Students in Daniel Buckmaster's classroom don't bury their noses in books. Most days, they don't even need textbooks.
With dimmed lights, sixth-grade science students at Belle Isle Enterprise Middle School laugh their way through a student-produced video about electricity. The graphics have a distinct videogame feel, and the dialogue is rife with middle school humor. Many laughs — Buckmaster laughs loudest — and a few minutes of note-taking later, the real work is about to begin. Today's assignment: the Energizer Bunny.
The science experiment is a staple.
Demonstrate electricity with a wire, a battery and a small light bulb. But that's not enough in Buckmaster's class. Students have to first draw a picture of how to light up the bulb in not just one way but five.
The work is noisy, with shouts of “We have power!” and “Give us a hint!” Buckmaster gives students a second battery. The result is brighter bulbs. Before long, students are performing skits and even a rap:
Hi, I'm an electron from a battery
Coming through a wire
Make a spark and light the bulb on fire
You can watch TV
The thing is that you can see me
Cheers and laughter are everywhere in Buckmaster's classroom, especially as he starts clapping his hands and singing “This Little Light of Mine.” Students are having fun, thanks in no small part to a teacher who describes himself as the biggest sixth-grader in the room. But it's when the teacher asks for questions it becomes most clear this is no regular middle school science classroom. “If energy can't be created, how can it be here in the first place?” asks one girl. “And if it can't be created, then can it be destroyed?”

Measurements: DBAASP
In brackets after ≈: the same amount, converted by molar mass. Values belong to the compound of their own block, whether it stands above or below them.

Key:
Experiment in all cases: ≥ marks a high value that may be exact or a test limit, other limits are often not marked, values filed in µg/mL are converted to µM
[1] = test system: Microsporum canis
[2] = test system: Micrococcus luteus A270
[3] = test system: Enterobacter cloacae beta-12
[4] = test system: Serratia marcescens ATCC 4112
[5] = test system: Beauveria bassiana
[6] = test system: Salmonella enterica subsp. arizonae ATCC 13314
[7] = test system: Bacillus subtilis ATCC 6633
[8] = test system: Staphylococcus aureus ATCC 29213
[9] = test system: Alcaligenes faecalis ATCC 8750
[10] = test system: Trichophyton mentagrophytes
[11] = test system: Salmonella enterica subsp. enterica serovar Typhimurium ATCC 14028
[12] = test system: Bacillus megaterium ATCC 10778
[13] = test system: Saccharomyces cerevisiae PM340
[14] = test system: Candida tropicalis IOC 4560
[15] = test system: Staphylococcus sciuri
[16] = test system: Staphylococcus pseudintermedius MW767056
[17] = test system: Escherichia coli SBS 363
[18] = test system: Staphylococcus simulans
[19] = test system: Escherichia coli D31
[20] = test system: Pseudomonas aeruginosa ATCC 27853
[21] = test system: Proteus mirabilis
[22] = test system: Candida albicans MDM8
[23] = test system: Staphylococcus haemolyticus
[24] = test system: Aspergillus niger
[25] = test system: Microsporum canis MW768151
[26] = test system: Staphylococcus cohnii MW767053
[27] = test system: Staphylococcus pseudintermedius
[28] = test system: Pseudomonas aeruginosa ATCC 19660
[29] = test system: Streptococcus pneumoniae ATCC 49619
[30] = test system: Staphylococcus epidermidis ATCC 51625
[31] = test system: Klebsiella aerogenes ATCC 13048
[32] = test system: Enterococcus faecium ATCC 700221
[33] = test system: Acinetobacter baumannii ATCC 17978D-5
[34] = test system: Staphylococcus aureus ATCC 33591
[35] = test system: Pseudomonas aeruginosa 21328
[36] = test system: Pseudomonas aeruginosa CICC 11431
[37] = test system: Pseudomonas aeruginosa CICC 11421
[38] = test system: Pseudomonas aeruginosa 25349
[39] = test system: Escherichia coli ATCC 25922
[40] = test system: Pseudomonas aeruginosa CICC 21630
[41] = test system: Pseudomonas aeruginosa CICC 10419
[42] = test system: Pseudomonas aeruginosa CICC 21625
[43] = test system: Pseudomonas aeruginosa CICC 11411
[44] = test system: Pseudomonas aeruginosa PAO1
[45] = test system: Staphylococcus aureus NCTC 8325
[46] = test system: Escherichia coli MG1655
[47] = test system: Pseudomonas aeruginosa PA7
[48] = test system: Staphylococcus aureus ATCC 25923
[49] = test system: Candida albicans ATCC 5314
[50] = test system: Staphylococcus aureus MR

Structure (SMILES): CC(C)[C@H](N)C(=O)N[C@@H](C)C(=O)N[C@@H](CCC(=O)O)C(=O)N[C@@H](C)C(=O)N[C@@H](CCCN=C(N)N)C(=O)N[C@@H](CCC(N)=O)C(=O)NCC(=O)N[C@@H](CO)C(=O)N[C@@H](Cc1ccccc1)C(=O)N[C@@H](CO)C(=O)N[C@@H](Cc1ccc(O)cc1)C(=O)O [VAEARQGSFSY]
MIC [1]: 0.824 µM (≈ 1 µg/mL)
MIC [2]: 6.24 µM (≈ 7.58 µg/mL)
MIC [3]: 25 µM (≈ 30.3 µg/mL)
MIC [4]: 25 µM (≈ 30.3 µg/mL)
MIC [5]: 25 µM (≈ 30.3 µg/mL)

This is the kind of thinking that abounds in Buckmaster's classroom, where Buckmaster tells students: “Great scientists are great at asking great questions.”
As students study the flow of electrons from the negative end of the battery to the positive, it's easy to see Buckmaster take his students on an educational journey. They enter his classroom with little experience in science. He's focused on teaching them to think like scientists. Learning how to do that was Buckmaster's own journey of sorts from the negative to the positive.
In his first year of teaching, Buckmaster, now 30, barely made it to Christmas break in a job he thought would be his life's work. “My classroom was not having the worst discipline problems in the building, so my principal left me alone and told me I was doing a good job,” he said. “I knew better. I was doing a lot of teaching, but there was almost no learning.”